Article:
Reflecting our new Purpose, Smart Science to Improve LivesTM, Croda worked with a core group of nine banks to promote delivery of our sustainability objectives within the Group's principal committed bank facilities. Aligned with Croda's commitment to be Climate Positive by 2030, the new funding agreement requires Croda to reduce its carbon use every year by a specified amount. Provided Croda achieves this challenging target, the banking group will reduce the interest margin which Croda pays, and Croda will reinvest this saving in sustainability projects. If Croda does not achieve the target in any year, Croda will pay a higher interest margin and our banking group will reinvest this in sustainability projects. As a result, our 'green' banking facility achieves alignment between Croda and its core banking partners in delivering sustainability for our fragile world.

Capital allocation

The Group's capital allocation policy is to:

1.   Reinvest for growth - Croda seeks to invest in organic capital expenditure to drive shareholder value creation through new capacity, product innovation and expansion in attractive geographic markets to drive sales and profit growth;

2.   Provide regular returns to shareholders - we pay a regular dividend to shareholders, representing 40 to 50% of adjusted earnings over the business cycle. The Board has proposed an increase of 3.4% in the full year dividend to 90.0 pence (2018: 87.0p), representing 49% of adjusted EPS;

 

3.   Acquire disruptive technologies - we have identified a number of exciting technologies to supplement organic growth in existing and adjacent markets. Some of these will be acquired, either as nascent opportunities for future scale-up or as larger complementary acquisitions. During 2019, we increased our associate investment in the personal care device company, Cutitronics, and acquired Rewitec in Performance Technologies; and

 

4.   Maintain an appropriate balance sheet and return excess capital - we maintain an appropriate balance sheet to meet future investment and trading requirements. We target leverage of 1.0 to 1.5x (excluding retirement benefit schemes), although we are prepared to move above this range if circumstances warrant. We consider returning excess capital to shareholders when leverage falls below our target range and sufficient capital is available to meet our investment opportunities. In 2019, we paid a special dividend of 115p per share (£151.5m).

Brexit update

In 2019 we undertook contingency planning for the UK leaving the European Union (EU) without a transition arrangement. In the event, this was not required. We are now planning for the UK leaving the EU at the end of 2020 ('Brexit'). With 96% of sales and 84% of production outside the UK, the overall impact is expected to be limited. Our focus remains on ensuring our ability to offer continuity of service and supply to our customers, through our Brexit-ready trading model, customer service and supply chains, and in compliance with regulatory frameworks under a number of different Brexit scenarios.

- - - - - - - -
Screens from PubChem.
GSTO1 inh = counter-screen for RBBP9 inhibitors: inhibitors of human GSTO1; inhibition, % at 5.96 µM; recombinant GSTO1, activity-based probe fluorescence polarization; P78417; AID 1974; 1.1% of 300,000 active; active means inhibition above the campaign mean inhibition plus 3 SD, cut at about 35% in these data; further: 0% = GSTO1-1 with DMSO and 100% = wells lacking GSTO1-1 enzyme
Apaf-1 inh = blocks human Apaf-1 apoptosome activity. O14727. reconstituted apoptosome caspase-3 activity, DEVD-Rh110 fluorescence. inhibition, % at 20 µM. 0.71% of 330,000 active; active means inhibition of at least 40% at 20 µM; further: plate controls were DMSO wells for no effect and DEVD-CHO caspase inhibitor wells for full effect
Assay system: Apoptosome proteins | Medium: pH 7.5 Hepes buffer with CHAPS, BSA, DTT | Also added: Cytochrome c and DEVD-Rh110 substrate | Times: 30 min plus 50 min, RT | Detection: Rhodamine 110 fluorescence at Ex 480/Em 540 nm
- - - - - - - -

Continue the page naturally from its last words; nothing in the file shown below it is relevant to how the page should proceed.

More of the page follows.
Retirement benefits

The post-tax deficit on retirement benefit plans, measured on an accounting valuation basis under IAS19, increased to £60.1m (2018: £12.4m), largely due to lower corporate bond yields. This is expected to result in an increase in the Income Statement charge in 2020 of around £3m. Cash funding of the various plans is driven by the schemes' ongoing actuarial valuations. No deficit funding payments are currently required to the largest pension plan, the UK Croda Pension Scheme, with the next valuation due at 30 September 2020.

Alternative performance measures

We use a number of alternative performance measures to assist in presenting information in this statement in an easily analysable and comprehensible form. We use such measures consistently at the half year and full year and reconcile them as appropriate. The measures used in this statement include:

·      Constant currency results: these reflect current year performance for existing business translated at the prior year's average exchange rates and include the impact of acquisitions. For constant currency profit, translation is performed using the entity reporting currency. For constant currency sales, local currency sales are translated into the most relevant functional currency of the destination country of sale (for example, sales in Latin America are primarily made in US dollars, which is therefore used as the functional currency). Sales in functional currency are then translated into Sterling using the prior year's average rates for the corresponding period. Constant currency results are reconciled to reported results in this Finance Review;